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Characterization of the techniques and technologies of the 17th – century Dutch and Flemish paintings on wood supports and their application in a copy of Pieter Nason’s Portrait of a young man and the reconstruction of the missing frame
Professor Jerzy Nowosielski
Studio of Technologies and Copy of 17th–20th Centuries Painting
Above all, I am interested in issues of painting technique and technology. I am particularly passionate about the paintings of the old masters of seventeenth-
-Century Holland and Flanders. Dutch artists were great individuals, characterised by technical proficiency, and they knew perfectly how to paint long-lasting pieces, which right through to the present day remain examples of durability. Issues of painting technology are of great importance to me – after we become acquainted with the history of a given painting, we begin to look at it differently and notice previously unseen details.
While working on copies, I not only try to follow the rules of the old art but also document in photographs the entire creative process, hoping that this will help ordinary people understand the process of the emergence of a painting in the old times. The use of new technology is very important in conservation and painting technology, thanks to it we can better explore the pieces of the old masters. In addition to paintings by the old masters, I am also interested in and I make copies of nineteenth and twentieth-century paintings. Knowledge of technique and technology as well as continuous improvement now allow me to freely imitate the style of both the old masters and modern artists.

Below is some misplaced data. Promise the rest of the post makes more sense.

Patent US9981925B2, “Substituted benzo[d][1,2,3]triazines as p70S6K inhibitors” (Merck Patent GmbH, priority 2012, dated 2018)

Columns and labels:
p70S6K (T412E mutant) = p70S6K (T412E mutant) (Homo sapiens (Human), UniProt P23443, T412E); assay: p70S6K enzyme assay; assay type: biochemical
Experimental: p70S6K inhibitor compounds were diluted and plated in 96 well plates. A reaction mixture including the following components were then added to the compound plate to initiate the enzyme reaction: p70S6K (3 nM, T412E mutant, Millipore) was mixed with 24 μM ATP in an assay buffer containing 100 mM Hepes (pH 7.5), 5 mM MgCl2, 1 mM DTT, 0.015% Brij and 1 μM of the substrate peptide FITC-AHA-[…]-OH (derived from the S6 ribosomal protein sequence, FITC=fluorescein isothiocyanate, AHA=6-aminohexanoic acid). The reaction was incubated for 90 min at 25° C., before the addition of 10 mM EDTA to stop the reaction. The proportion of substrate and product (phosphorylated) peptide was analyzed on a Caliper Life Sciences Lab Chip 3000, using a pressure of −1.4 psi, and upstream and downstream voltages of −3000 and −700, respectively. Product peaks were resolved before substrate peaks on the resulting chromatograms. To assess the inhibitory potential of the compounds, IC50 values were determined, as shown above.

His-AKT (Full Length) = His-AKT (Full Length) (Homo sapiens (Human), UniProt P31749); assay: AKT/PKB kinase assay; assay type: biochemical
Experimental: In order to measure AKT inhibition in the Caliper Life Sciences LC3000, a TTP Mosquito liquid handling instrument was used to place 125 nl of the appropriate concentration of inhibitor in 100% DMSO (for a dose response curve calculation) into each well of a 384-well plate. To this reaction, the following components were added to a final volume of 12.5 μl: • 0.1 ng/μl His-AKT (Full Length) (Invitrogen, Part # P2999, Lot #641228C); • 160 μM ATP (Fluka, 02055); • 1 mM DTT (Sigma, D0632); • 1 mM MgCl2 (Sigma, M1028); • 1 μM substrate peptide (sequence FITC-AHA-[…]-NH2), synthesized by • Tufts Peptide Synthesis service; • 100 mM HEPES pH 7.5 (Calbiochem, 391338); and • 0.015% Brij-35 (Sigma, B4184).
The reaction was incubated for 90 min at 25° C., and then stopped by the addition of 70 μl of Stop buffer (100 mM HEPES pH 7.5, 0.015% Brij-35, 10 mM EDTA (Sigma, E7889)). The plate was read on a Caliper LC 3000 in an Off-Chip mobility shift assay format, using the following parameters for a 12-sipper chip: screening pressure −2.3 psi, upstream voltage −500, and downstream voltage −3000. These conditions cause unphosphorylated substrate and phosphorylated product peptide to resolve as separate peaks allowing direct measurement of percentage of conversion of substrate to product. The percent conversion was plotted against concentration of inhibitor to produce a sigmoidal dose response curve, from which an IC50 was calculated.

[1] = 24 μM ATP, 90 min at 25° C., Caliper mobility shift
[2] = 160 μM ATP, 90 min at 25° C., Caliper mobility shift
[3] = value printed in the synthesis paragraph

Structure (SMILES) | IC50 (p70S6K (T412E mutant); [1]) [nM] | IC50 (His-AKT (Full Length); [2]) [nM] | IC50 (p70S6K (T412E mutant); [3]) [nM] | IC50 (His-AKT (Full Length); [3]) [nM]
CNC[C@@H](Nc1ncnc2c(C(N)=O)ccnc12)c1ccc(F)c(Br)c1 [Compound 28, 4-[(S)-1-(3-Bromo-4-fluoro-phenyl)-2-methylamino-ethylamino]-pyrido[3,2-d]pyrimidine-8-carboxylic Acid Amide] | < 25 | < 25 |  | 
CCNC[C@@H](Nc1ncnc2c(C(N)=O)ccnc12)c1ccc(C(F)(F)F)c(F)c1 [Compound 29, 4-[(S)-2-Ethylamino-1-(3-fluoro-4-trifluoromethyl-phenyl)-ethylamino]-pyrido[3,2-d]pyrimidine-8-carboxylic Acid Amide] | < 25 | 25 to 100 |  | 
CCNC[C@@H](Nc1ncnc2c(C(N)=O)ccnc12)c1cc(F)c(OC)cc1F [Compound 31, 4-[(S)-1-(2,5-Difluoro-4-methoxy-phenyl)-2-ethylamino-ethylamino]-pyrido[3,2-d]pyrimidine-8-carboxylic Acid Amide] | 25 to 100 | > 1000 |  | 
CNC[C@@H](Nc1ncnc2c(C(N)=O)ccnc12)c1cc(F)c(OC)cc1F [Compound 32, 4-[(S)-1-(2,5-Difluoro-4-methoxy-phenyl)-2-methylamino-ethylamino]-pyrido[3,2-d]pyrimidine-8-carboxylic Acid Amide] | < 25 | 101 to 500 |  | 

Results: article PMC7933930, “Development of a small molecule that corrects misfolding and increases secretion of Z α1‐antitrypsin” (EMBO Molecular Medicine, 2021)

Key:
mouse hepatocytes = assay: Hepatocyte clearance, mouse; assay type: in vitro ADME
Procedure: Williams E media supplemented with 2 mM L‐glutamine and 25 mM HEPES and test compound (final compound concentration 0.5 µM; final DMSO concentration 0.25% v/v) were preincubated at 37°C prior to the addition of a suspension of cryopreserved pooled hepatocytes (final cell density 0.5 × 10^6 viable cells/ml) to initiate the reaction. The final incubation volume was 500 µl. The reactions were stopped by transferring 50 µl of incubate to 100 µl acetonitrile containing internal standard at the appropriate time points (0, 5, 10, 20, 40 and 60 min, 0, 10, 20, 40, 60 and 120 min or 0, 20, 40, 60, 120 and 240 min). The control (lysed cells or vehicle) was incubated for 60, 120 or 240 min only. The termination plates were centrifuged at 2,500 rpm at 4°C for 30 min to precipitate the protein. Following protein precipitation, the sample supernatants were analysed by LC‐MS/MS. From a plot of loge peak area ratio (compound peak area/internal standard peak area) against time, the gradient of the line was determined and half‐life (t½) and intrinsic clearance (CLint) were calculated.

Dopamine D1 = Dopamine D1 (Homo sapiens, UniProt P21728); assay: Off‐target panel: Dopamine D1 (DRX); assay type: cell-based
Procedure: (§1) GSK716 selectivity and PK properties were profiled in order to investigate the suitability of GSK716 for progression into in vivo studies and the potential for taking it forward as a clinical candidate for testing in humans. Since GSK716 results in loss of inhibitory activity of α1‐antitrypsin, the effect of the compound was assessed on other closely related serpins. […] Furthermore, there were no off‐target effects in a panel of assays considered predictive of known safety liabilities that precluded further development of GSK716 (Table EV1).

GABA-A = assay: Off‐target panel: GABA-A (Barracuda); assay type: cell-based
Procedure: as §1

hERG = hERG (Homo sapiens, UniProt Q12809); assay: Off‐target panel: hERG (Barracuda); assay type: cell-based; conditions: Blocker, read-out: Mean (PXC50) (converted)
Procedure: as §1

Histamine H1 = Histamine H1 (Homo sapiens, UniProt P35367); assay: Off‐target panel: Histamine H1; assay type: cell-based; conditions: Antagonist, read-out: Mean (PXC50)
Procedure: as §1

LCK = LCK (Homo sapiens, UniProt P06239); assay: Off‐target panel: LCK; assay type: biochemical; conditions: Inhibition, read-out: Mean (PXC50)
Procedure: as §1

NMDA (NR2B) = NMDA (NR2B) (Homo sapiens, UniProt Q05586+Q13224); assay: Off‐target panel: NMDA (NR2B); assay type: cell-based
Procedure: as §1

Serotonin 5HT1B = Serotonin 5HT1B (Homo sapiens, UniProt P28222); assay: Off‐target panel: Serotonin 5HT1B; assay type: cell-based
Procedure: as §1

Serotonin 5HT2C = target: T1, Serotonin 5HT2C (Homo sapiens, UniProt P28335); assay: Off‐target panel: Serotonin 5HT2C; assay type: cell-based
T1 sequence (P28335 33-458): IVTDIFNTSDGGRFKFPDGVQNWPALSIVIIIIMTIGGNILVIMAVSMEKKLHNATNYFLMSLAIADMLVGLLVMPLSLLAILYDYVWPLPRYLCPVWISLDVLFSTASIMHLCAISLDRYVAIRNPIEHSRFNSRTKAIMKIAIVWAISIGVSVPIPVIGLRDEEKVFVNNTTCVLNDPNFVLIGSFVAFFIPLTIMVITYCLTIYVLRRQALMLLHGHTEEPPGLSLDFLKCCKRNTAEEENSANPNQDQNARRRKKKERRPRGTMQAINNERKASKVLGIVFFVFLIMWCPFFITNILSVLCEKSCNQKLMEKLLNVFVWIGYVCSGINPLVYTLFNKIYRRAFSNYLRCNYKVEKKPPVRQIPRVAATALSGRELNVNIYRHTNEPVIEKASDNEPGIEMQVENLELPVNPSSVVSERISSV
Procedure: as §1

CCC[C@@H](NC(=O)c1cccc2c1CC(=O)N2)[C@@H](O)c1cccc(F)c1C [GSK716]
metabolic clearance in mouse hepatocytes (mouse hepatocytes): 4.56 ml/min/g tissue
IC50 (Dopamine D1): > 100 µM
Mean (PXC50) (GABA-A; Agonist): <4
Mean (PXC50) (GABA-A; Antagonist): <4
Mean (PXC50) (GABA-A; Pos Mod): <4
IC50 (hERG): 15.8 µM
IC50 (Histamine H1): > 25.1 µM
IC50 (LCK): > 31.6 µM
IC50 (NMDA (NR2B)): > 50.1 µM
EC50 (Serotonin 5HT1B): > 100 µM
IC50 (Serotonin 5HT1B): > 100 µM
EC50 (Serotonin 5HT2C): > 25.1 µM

As a conservator I work in easel painting and participate in projects related to the conservation of wall painting. I also try to undertake my own painting and drawing projects, unrelated to my conservation profession, and take part in exhibitions and plein-air workshops.
>Professor Jerzy Nowosielski
Both Dutch and Flemish painting arouse fascination and admiration – and conceal secrets. This is not always related to the biographies of the artists or their communities but often to a high degree results from the technique and technology employed in their work.
The aim of Mateusz Jasiński’s degree piece was to collect important information on the technique and technology used in painting in seventeenth-century Flanders and Holland, as well as presenting it in the context of Pieter Nason’s artistic output. His pieces were analysed in terms of technology, painting-style and history of the era. His research centering on technology and history yields an accurate and detailed description of the stages in the creation of a painting, from the painting support to the final layers. The culmination of the whole process was the making of a copy of Pieter Nason’s Portrait of a young man from the collection of the National Museum in Warsaw. The author also reconstructed the missing frame which used to create an illusion of the painting’s space. It has to be highlighted that this painting is one of the most interesting examples of illusionist painting held in Polish collections.
Pieter Nason, Portrait of a Young Man, 1648, photograph in the current frame, oil on panel, 91x74.5 cm
Pieter Nason, Portrait of a Young Man, 1648, photograph in a missing frame, oil on panel, 91x74.5 cm. Collection: National Museum in Warsaw
B. in 1985, studied at the Faculty of Conservation and Restoration of Works of Art of the Academy of Fine Arts in Warsaw (2005–2012). Employed at his home faculty since 2010. Scholarship from the Minister of Culture and National Heritage for artistic achievement, 2004 and 2009, and scholarship from the Mayor of the city of Częstochowa in the field of visual arts, 2002–2005, 2007, 2010. Numerous drawing and painting exhibitions, including a solo drawing exhibition in the Regional Society for the Encouragement of the Fine Arts in Częstochowa, 2010.